In 1773, a group of people, upset that they were not being listened to by their government, dumped the modern equivalent of a million dollars’ worth of tea into the Boston Harbor. Almost 150 years later, a group of women fighting for voting rights picketed outside of the White House six days a week for the summer of 1917. Martin Luther King wept in 1957 as he described his vision for a desegregated America. Several years later he was jailed for leading a sit-in in Birmingham, Alabama. In more recent memory, a group of gay men and women carried the bodies of lost loved ones through the streets of New York City, outraged at the federal government’s indifference towards the AIDS epidemic.
In an op-ed published in the Orient this week, former Bush advisor Larry Lindsey ’76 H’93 critiques those who attempted to persuade Senator Susan Collins (R-Maine) on her Kavanaugh vote, writing that “Loud volume, chanting, name-calling and physical intimidation are merely suggestive of a lack of rational argument. If rational argument existed, why the emotion?”
We believe that the Revolutionaries, the Suffragettes, MLK and ACTUP would have disagreed. Emotion is an integral part of making a strong argument capable of changing hearts and minds. Had these groups played nice and just made polite, ignorable speeches, they would not have achieved political change.
Calls for civility are almost exclusively calls for the preservation of the status quo. Don’t be too loud, don’t make me uncomfortable, don’t inconvenience me in any way. You can speak, but do not expect your elected representatives to hear you. Take it slow, go through the proper channels, wait your turn, don’t turn this into a news story. Do not exercise your political voice in a way that might actually draw attention to your concerns or motivate your representatives and fellow citizens to foment change.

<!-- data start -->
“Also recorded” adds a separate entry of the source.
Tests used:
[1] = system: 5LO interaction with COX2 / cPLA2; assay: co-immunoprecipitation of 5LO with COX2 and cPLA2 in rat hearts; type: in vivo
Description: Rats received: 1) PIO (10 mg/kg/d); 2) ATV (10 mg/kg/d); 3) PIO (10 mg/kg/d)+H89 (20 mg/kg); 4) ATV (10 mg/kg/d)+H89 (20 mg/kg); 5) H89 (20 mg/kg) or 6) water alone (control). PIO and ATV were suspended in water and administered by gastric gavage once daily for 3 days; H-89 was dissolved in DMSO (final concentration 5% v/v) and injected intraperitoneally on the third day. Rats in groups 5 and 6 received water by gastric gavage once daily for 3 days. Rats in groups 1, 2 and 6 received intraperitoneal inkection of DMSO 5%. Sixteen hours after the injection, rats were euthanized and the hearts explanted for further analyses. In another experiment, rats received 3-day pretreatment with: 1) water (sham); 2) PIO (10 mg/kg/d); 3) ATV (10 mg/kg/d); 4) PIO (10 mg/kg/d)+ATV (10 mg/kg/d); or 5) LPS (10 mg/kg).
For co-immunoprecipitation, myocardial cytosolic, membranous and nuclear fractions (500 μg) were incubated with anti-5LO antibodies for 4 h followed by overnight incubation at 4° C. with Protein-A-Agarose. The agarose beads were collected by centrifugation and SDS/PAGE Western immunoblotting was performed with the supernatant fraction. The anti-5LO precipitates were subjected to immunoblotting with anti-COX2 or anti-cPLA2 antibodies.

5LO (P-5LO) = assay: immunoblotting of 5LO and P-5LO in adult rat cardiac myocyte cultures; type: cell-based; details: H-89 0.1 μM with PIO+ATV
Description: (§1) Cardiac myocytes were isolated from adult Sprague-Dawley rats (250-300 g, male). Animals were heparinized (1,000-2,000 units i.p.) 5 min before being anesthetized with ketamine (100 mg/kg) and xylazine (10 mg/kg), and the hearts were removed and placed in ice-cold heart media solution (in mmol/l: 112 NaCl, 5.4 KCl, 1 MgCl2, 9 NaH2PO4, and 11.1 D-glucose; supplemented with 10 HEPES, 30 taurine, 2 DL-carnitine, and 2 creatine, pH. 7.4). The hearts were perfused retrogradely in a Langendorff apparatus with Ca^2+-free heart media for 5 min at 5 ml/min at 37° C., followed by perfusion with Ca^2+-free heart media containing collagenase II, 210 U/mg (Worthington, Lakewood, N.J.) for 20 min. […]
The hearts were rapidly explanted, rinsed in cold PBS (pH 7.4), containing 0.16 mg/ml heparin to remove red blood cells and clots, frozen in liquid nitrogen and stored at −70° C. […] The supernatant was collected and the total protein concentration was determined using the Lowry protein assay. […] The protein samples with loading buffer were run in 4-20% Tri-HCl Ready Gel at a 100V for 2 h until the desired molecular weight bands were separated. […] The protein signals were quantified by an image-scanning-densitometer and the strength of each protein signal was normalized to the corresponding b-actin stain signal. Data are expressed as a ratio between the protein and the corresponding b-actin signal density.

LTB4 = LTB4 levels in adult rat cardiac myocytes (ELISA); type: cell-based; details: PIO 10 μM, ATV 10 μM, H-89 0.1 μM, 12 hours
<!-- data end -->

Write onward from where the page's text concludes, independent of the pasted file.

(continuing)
Such calls for civility coming from those who are on the opposite side of the protesters are often indicative that protest is working. They don’t like the noise. They wish protesters would quiet down. They’re not comfortable with having to confront the people their political decisions hurt. And that is a very good thing. Protest is not supposed to be comfortable for the person being protested against. It is supposed to be so loud, so uncomfortable, so impossible to look away from that onlookers have no choice but to pay some kind of attention.
Being civil is a privilege. People act up when all civil attempts at political change have failed. Incivility is the next rational step when you have been ignored. Emotion demonstrates that people have been pushed to their limits. As humans, we cry when we are overwhelmed by the significance of a situation. This does not indicate weakness or irrationality, but rather how deeply we care, how frustrated we are, how hard all of this can be.
Of course, there are lines. There is a difference between being uncivil and being violent. We’re not advocating for death threats or assault, but we believe that taking up space, refusing to move and demanding to be heard—even if it takes shouting, chanting and harsh words—are important political tools that we should make use of.
So, in light of recent events and contrary to what Lindsey has written, we encourage Bowdoin students to embrace the less civil aspects of political action, to get emotional and to keep demanding to be heard. It worked for the Revolutionaries, the Suffragettes, MLK and ACTUP. These groups had their own critics, their own “Larry Lindseys.” Where would we be if they had listened?
This editorial represents the majority view of the Bowdoin Orient’s editorial board, which is composed of Nell Fitzgerald, Dakota Griffin, Calder McHugh and Jessica Piper.